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 . . where few my age have gone before. 

Every so often something happens in my life which inspires me. Last weekend such a thing happened. I took part in, and did tolerably well at, an icosathlon (from the Greek icos = 20, athlon = contest). Like decathlon, you know, Daley Thompson in the Olympics, all those years ago,  only this is 20 events. Unfortunately for the world what this inspires me to is vanity and dire prose.

So what has inspired me.

1) Camarederie - two clubmates from our local athlon club also attended the event. Like the three musketeers? And dozens of foreigners also took part - it was the European championships, after all - all of whom wanted all of the others to do well. And volunteers took on the role of organising and conducting the competition, all of whom wanted it all to go well. One for all, and all for one.

2) Competition - definitely some of this. It is certainly true that collectively everyone wants everyone else to do well. It's just that each of us individually wants to do better than well.

3) Comfort - the venue was the Cambridge University Athletics Track. The recommended accommodation was the Churchill College Halls of Residence. It is only right that our brightest and best students should be able to study, relax and recreate in the finest of circumstances. And just for this weekend I got to enjoy those facilities too.

But most inspiring (awesome?) of all was the fact that everyone did well.

These athletics athlons are scored according to a points system. A standard is chosen - it might be the world record on some given day - and accorded 1000 points. Any competitor's performance is then measured against this standard. Match it and score 1000 points. Better it and score more, don't quite get up there and score less. Each event has its points allocation, so it may be that competitor A runs very fast over short distances, while competitor B doesn't but throws things a very long way. Over 20 events it sort of evens out. And so that all ages can be compared, an old man's 100 meter time (for example) is multiplied by a number less than 1,  while his hammer throw distance (for another example) is multiplied by a number more than one. In effect as you get older the metres get shorter, and the seconds get longer. If the actuaries have got it right, it's a level playing field, year for year, event for event.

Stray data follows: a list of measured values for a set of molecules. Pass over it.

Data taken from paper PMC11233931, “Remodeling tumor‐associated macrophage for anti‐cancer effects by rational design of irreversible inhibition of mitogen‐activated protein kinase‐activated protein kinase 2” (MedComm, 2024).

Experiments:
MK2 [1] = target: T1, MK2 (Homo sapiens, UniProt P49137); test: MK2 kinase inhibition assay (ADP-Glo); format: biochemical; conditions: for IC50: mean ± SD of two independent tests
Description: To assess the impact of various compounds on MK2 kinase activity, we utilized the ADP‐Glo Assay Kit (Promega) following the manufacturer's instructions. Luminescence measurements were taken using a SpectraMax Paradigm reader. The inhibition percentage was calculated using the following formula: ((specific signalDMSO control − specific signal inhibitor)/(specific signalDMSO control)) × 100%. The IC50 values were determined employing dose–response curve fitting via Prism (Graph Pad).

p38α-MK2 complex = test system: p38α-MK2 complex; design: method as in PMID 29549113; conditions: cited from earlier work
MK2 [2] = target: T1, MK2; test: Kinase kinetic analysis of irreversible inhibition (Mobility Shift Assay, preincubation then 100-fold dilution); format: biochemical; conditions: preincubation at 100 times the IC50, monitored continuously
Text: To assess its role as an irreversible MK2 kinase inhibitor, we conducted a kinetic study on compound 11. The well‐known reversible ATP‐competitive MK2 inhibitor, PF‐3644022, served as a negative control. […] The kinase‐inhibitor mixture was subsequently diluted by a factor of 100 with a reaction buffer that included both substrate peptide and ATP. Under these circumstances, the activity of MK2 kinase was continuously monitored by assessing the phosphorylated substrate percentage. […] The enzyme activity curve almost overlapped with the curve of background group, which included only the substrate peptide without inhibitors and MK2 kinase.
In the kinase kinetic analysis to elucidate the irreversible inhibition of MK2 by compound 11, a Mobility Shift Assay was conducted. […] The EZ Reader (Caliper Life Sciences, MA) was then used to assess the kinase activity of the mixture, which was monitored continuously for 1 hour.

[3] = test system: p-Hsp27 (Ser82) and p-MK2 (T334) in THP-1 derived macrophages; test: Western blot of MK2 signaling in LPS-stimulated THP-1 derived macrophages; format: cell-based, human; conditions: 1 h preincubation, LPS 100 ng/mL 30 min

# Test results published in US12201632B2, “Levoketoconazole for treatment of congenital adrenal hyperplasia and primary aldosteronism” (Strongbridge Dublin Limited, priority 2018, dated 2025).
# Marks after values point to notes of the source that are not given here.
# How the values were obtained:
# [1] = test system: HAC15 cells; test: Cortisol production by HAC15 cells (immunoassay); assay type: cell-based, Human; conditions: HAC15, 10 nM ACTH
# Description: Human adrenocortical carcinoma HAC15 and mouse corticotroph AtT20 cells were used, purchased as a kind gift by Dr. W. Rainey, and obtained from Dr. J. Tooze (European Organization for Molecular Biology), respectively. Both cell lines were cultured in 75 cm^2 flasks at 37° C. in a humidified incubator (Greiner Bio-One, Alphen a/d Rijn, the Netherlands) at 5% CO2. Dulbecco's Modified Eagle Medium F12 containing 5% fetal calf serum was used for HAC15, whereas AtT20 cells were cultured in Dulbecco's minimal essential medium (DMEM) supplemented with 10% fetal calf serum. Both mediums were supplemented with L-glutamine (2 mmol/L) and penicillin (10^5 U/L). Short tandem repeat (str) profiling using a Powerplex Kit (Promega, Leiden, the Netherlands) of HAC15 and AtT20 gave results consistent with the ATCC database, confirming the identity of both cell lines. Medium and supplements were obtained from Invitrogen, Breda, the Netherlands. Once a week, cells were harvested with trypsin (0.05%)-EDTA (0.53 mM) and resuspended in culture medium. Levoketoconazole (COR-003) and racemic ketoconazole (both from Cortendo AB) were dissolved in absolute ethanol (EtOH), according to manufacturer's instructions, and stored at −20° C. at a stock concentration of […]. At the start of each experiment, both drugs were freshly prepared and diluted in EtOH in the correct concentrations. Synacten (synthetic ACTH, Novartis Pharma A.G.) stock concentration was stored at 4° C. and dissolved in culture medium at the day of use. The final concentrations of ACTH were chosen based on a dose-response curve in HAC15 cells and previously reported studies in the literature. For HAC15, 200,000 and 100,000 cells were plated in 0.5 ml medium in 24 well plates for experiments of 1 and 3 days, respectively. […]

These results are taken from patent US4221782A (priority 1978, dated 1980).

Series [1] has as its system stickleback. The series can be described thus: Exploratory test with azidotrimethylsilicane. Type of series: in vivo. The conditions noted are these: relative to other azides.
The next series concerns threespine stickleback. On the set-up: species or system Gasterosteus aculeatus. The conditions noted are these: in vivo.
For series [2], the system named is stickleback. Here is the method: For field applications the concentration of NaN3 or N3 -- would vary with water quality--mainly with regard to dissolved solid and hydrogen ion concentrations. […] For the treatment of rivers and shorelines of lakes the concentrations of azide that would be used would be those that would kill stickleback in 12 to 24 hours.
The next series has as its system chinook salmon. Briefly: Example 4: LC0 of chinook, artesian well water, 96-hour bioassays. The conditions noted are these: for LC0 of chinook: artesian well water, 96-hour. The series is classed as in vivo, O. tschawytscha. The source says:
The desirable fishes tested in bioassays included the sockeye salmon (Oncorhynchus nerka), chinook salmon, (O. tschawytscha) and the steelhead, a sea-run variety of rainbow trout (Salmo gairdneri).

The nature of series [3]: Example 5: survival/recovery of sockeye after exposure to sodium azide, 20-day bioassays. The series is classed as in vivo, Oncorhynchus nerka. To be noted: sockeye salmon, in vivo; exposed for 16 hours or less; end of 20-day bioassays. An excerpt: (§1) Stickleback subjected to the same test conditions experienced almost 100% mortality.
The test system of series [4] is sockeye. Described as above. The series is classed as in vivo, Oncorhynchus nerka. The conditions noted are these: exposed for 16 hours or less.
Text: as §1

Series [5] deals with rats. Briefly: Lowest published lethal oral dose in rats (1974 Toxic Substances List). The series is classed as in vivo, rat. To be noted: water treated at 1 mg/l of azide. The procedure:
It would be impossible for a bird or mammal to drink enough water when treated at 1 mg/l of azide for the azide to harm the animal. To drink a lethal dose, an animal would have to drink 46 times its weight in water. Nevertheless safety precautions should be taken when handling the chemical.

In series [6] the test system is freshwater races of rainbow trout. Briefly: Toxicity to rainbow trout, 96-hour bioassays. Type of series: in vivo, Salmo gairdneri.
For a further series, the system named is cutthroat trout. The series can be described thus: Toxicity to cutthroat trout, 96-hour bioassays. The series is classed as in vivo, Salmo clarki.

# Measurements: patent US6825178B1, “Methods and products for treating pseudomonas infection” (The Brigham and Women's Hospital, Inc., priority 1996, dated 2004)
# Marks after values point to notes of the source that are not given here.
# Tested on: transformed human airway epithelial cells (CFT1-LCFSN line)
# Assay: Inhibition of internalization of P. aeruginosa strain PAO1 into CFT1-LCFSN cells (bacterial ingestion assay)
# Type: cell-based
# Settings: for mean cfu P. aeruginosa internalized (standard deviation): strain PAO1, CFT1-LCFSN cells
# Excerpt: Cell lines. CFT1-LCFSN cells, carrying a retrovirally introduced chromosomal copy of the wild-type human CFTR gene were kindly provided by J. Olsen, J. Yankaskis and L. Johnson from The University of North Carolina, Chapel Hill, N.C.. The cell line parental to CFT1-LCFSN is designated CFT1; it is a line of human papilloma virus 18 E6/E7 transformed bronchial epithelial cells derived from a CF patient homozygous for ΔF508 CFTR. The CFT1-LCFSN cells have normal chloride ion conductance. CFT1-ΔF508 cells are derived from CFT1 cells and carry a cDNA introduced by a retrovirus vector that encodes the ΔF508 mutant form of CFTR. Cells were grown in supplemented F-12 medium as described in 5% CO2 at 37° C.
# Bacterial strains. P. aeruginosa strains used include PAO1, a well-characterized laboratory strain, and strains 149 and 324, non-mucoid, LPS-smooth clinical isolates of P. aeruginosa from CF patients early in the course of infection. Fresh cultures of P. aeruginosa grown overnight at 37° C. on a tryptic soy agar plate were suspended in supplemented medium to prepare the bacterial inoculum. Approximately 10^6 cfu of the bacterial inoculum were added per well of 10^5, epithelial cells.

So as to doing tolerably well.

One of my clubmates was a young lady, Lauren, who got no allowance for age. She took part in the tetradecathlon (fourteen events) and scored 4,063 points. I'd like to be able to put that in a broader context, perhaps in world rankings, but some of the links to the records are missing. In the personal context of her own performance, I am in awe. It takes a lot of courage to turn out for one of these things for the first time , and then to compete well in all the events, including some most people have never heard of , represents a definite huge success.

Tony is in the M50 age group, so he does get some allowance for age. He scored 9,389 points in his 20 events, which makes him the current European Silver medallist and according to this list (not yet updated), 15th in the world M50 all time rankings. 

And finally, vanity runs riot. The event I was in was an absolute stonker. There were three of us M65s (men between the ages of 65 and 69 inclusive). Courageous, determined competitors (/silly old buggers?). Myself , Reinhardt and Jorg. And all three of us had really good days. Reinhardt achieved five huge world bests, for athletes competing in the icosathlon, in the 1500m. 3000m , 3000m steeplechase , 5000m and 10,000m (he is a long distance runner). The graphic below contains this data and I've made a spreadsheet of the top performances in the M65 category. Jorg set a world best for the long jump and broke the old world record for M65 icosathlon. And I beat Jorg, with 6 world bests of my own.

So, in this very limited field of endeavour , which few 65 year olds have ventured into, I'm a world record holder. As more M65s venture this way, I'm revelling in it, because it won't last for long. Already, as soon as October 7th, Brant Tolsma is planning to break the record

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Tags: athletics, icosathlon

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